Community, Faculty, Student

Wanted: People Who Can Make Sense Of Vast Amounts Of Data

If Mark Kimura succeeds, the arduous — and at times dangerous — legwork needed to assess damaged utility lines after a disaster soon will be a thing of the past.

Instead of people, drones will survey the damage. More important, Kimura is training a computer to make sense of the drone footage and evaluate the problems, to tell the difference between, say, a fallen power pole and a fallen tree.

It’s a deceptively complex task, given the myriad types of utility poles and many ways a pole can be damaged, says Kimura, a senior data scientist with the Honolulu research and development firm Oceanit.

The human brain can understand such things easily, intuitively; even if people have never encountered a particular type of utility pole, they usually can infer the object is a utility pole by drawing on the complex data stored in the brain, Kimura says. The same goes with knowing whether a pole is damaged.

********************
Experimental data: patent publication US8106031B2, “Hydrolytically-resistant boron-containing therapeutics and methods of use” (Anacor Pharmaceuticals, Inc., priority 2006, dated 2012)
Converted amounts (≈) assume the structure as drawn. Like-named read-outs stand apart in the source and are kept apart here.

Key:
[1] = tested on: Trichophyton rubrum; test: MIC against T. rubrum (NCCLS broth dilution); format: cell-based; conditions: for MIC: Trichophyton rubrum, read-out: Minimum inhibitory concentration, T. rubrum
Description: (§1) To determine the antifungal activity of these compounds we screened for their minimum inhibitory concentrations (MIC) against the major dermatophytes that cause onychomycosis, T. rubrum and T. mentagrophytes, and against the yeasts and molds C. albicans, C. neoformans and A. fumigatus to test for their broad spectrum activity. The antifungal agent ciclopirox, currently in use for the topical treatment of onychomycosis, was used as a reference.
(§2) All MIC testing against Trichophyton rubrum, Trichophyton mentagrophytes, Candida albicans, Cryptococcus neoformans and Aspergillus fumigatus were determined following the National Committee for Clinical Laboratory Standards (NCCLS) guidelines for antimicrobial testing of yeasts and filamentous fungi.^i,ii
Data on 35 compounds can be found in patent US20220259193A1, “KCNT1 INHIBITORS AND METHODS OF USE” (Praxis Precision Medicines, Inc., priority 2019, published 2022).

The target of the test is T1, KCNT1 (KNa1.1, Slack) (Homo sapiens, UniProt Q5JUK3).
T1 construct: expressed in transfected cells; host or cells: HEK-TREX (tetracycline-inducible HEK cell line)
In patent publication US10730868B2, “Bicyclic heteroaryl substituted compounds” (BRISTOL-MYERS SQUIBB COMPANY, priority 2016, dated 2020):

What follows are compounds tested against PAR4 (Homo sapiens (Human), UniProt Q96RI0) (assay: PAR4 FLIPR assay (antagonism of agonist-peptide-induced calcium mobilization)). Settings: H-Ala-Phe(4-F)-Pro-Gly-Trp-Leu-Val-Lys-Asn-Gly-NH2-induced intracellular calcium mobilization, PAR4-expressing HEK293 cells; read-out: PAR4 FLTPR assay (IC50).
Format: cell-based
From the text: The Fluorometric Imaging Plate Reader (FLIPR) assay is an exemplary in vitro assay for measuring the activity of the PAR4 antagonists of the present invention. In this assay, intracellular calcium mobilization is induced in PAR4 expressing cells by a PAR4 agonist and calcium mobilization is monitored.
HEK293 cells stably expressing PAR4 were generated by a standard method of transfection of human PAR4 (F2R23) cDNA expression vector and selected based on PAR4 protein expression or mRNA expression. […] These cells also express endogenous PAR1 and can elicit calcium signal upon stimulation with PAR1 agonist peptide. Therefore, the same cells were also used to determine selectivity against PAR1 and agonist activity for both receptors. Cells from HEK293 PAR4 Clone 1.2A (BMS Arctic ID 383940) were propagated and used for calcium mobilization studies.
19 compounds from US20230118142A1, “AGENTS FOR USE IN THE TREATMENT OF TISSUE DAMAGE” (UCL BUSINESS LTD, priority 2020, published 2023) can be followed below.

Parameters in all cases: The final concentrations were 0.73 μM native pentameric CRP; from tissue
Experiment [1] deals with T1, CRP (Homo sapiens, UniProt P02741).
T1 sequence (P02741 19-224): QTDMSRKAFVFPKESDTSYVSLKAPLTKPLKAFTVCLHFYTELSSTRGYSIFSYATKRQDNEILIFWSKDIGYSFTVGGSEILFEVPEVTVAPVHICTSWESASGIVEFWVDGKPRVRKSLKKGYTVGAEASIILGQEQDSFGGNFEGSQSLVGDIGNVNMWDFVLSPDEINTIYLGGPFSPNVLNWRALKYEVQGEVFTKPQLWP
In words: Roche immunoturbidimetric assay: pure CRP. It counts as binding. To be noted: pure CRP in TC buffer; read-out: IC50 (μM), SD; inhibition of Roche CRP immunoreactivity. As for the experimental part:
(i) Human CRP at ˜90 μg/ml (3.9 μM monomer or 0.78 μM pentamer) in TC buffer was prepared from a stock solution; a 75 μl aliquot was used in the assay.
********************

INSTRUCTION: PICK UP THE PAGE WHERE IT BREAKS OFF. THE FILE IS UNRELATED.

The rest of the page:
“Now, the computers are able to do this stuff,” says Kimura, whose work is being funded by a grant from the U.S. Department of Energy.

The problem for organizations in Hawaii…to read the full article please go to Civil Beat.

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